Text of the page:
Addiction Treatment as a Priority Over Punishment in Portugal


Portugal garnered international headlines almost two decades ago when it first began to draft drug decriminalization legislation. Since then, many media outlets and social commentators have lauded the benefits of the Portuguese model, insisting it be replicated in other nations.

However, despite decriminalization, drug addiction is still a serious problem in Portugal. If anything, the last twenty years of drug addiction in Portugal have shown that no amount of legislation can solve a country’s drug problem. Only through effective treatment, one addict at a time, can we save lives and reduce drug problems in any given area.

Downsides of Recent Developments

While supporters of decriminalization will laud the benefits of a new legal program that ties addicts closer to the public healthcare system, some Portuguese scholars have been quite critical of the new laws. Quoting a study that analyzed both the pros and cons of the legislation, “Some authors believe that there is paternalistic approach by the state and that this state paternalism may go against constitutional principles of freedom and human dignity.” By “state paternalism” it is meant that the state is implementing policies and programs that infringe on the freedom and autonomy of its citizens, despite the insistence of the state that its policies and programs are of benefit to the citizenry.

When a state institutes policies that exert demands upon its civilians, there must always be vigorous debate as to whether or not the restriction of civilian rights is worth the benefit of state policies. Despite the international media narrative that Portugal’s decriminalization programs have been beneficial, on the ground in Portugal, the debate over the policy measures is still very alive and energetic.

Would it be possible to help people who are addicted to drugs in Portugal get clean through qualified treatment and not infringe on their constitutional rights in the process?

Ambulance Portugal

The Scope of Drug Abuse in Portugal

Addressing Portugal’s ongoing drug problem begins with understanding the scope of that problem. According to the European Monitoring Center for Drugs and Drug Addiction, at least 33,290 Portuguese citizens are addicted to opioids, all of whom are at extremely high risk.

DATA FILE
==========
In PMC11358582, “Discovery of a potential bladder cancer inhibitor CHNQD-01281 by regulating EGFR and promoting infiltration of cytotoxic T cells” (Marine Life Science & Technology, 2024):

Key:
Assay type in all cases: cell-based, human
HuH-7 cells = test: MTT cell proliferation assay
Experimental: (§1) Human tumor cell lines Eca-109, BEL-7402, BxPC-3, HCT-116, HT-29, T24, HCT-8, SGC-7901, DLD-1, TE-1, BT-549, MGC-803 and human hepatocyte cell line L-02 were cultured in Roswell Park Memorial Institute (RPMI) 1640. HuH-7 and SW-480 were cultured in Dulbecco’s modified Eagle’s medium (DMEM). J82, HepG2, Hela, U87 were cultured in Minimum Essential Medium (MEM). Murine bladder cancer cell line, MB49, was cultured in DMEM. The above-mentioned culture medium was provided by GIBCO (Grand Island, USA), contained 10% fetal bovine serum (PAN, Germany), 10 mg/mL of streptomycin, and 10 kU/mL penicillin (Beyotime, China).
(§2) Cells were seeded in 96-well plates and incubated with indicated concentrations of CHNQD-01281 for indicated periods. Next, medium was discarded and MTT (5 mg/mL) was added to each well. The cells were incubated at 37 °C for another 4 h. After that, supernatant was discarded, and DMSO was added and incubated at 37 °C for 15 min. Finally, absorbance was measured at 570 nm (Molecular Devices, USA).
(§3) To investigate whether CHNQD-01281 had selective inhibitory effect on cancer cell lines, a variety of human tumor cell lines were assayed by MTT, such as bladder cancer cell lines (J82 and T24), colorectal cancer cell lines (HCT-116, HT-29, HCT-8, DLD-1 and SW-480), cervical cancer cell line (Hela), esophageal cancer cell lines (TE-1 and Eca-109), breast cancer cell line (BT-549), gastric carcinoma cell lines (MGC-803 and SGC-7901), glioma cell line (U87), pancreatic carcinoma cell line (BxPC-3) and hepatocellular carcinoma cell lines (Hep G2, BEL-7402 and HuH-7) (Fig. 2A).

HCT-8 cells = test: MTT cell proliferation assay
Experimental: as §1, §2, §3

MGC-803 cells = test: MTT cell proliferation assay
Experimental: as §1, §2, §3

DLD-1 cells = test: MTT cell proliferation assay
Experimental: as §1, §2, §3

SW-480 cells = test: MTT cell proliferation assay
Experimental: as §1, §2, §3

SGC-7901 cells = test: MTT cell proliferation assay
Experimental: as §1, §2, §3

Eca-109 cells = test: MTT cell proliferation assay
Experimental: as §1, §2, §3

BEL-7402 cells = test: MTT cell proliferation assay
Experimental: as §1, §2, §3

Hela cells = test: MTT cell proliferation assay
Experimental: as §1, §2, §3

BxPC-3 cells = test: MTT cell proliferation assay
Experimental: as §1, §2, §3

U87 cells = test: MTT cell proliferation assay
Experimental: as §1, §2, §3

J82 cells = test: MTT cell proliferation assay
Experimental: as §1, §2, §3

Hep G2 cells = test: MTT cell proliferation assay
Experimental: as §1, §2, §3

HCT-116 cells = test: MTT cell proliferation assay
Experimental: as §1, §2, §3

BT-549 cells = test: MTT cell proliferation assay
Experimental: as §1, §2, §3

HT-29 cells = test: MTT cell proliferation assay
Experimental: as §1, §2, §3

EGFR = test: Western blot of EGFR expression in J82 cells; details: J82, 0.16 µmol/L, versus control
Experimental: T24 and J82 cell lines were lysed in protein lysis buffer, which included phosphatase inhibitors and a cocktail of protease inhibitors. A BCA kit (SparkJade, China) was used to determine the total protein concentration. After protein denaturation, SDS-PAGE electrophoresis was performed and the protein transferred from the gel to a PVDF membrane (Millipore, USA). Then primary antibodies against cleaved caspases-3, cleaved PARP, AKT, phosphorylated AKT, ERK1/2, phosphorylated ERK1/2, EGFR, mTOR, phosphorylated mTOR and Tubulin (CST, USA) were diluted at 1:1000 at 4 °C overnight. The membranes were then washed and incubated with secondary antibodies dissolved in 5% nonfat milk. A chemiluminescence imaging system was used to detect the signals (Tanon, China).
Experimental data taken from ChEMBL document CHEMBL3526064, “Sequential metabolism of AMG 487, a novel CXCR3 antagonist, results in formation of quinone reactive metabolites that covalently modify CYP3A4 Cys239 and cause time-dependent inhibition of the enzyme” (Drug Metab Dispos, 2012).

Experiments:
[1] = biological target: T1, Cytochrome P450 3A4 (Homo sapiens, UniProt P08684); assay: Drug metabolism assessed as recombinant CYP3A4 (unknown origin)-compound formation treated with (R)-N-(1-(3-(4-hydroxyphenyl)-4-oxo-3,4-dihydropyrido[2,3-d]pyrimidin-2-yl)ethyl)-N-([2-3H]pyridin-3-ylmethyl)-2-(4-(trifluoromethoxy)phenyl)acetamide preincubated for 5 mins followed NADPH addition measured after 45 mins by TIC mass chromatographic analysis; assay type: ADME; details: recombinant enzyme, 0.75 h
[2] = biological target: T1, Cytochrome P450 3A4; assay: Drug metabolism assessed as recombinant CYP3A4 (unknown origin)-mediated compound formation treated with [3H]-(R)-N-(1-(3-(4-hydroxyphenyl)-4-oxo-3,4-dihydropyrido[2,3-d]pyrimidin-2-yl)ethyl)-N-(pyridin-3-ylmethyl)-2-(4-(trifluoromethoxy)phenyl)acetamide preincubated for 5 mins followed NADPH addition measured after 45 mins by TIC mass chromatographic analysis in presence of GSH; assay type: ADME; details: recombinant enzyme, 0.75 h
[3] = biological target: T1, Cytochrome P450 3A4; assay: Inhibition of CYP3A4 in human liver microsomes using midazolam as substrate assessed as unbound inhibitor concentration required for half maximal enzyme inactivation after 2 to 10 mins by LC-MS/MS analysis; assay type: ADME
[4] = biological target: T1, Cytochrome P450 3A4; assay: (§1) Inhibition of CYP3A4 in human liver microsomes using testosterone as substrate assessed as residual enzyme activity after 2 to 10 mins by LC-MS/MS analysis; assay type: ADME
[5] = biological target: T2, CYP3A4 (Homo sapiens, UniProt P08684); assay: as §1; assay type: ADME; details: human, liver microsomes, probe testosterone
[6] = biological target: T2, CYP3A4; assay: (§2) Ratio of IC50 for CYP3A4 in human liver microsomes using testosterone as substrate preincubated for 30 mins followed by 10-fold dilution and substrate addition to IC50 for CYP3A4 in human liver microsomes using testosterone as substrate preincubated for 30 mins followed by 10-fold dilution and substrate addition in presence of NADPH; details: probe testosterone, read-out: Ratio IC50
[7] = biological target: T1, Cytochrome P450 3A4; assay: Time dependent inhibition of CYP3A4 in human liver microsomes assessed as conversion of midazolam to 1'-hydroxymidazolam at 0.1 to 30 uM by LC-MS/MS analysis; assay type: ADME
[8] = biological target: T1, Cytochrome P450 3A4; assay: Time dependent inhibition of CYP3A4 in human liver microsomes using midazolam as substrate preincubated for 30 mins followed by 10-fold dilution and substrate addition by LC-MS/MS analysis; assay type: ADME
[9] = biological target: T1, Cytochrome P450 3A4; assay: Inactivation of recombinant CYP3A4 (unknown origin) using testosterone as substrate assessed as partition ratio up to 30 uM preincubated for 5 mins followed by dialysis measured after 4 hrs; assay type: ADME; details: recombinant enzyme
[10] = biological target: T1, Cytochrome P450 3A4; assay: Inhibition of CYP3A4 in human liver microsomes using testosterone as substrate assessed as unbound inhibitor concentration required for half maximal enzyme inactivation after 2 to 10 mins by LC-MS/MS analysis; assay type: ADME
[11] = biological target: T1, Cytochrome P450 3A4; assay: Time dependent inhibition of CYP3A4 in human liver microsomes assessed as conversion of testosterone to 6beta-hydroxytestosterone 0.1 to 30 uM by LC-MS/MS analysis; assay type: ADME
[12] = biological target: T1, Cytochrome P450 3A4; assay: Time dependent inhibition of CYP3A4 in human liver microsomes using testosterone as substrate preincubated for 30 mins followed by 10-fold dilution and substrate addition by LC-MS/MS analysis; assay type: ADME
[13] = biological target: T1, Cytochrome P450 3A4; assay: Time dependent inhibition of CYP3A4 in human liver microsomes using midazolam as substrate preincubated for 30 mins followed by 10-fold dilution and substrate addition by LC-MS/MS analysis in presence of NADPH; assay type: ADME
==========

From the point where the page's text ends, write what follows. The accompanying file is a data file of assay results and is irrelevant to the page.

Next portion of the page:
Despite drug use decriminalization, there are still many laws in Portugal against drugs, primarily drug trafficking and drug sale. And because there are still tens of thousands of addicts in Portugal, these laws are violated by traffickers and drug dealers who see a market for drug sales. According to the EMCDDA, at least 16,970 drug law offenses are committed each year. Cannabis, cocaine, heroin, and MDMA are the drugs most often seized by law enforcement during such crackdowns.

Also, despite drug decriminalization, drug deaths have remained about the same in Portugal, with each year since 2006 reporting anywhere from 10 to 60 drug-related fatalities. However, it is uncertain if these numbers are accurate due to underreporting of toxicology reports and cause-of-death data.

An Ongoing Problem – Addiction Still a Crisis in Portugal

There is no doubt that addiction is still a critical issue in Portugal. The crisis of thousands of addicts was not magically solved when new legislation was written, and despite 20 years transpiring since that legislation was drafted, addiction is still a problem. According to further research into the scope of drug addiction in Portugal:

  • While drug-related deaths had begun to decline slightly, research shows that drug deaths began to decline before decriminalization legislation was passed. Drug-related deaths went up slightly between 2004 and 2006, just a few years after the legislation was passed.